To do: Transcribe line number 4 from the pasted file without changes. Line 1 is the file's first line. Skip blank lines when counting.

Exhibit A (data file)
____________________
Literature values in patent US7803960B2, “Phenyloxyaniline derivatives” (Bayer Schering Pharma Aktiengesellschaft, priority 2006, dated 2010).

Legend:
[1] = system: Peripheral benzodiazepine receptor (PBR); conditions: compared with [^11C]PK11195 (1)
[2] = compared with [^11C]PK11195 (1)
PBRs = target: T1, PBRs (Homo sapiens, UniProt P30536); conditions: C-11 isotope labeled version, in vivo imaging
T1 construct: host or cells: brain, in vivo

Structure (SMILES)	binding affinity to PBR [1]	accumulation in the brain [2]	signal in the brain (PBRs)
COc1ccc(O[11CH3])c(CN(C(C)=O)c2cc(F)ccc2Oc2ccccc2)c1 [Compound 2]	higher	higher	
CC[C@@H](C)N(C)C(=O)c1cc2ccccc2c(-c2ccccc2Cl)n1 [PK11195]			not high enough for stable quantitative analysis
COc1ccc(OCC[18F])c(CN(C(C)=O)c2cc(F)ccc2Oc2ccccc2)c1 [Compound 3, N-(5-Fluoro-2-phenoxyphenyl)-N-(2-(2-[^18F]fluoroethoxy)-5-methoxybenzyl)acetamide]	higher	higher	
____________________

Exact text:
[2] = compared with [^11C]PK11195 (1)